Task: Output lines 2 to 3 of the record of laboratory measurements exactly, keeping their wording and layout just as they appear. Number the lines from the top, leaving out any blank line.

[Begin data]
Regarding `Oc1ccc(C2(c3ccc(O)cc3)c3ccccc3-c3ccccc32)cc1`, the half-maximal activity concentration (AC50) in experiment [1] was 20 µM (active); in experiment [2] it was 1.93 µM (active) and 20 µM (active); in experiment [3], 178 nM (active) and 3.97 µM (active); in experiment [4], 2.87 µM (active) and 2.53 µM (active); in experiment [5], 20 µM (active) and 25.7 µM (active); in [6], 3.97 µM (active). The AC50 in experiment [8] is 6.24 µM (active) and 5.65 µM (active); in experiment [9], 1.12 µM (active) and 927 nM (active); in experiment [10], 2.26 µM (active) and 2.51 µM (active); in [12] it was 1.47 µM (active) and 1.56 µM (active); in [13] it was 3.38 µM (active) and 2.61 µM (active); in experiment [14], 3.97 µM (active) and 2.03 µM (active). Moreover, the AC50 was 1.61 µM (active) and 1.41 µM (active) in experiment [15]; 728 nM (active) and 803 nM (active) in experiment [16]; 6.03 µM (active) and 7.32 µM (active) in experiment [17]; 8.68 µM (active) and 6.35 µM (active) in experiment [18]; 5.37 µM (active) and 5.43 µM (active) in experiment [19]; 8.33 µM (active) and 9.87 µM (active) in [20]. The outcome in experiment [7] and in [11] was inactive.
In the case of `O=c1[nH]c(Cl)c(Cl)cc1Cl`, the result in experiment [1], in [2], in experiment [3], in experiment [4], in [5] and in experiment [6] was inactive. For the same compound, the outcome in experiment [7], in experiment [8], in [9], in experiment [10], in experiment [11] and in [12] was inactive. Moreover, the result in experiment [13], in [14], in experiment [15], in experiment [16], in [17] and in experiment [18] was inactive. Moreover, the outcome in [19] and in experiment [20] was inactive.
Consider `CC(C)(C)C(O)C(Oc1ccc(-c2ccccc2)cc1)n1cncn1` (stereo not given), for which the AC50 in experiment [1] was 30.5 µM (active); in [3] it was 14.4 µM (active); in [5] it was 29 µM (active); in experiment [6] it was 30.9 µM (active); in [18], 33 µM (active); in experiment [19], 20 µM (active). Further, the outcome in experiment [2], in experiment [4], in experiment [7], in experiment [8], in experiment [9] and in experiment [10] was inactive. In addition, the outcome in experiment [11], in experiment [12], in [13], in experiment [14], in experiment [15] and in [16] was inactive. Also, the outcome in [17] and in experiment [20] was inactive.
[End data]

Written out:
In the case of `O=c1[nH]c(Cl)c(Cl)cc1Cl`, the result in experiment [1], in [2], in experiment [3], in experiment [4], in [5] and in experiment [6] was inactive. For the same compound, the outcome in experiment [7], in experiment [8], in [9], in experiment [10], in experiment [11] and in [12] was inactive. Moreover, the result in experiment [13], in [14], in experiment [15], in experiment [16], in [17] and in experiment [18] was inactive. Moreover, the outcome in [19] and in experiment [20] was inactive.
Consider `CC(C)(C)C(O)C(Oc1ccc(-c2ccccc2)cc1)n1cncn1` (stereo not given), for which the AC50 in experiment [1] was 30.5 µM (active); in [3] it was 14.4 µM (active); in [5] it was 29 µM (active); in experiment [6] it was 30.9 µM (active); in [18], 33 µM (active); in experiment [19], 20 µM (active). Further, the outcome in experiment [2], in experiment [4], in experiment [7], in experiment [8], in experiment [9] and in experiment [10] was inactive. In addition, the outcome in experiment [11], in experiment [12], in [13], in experiment [14], in experiment [15] and in [16] was inactive. Also, the outcome in [17] and in experiment [20] was inactive.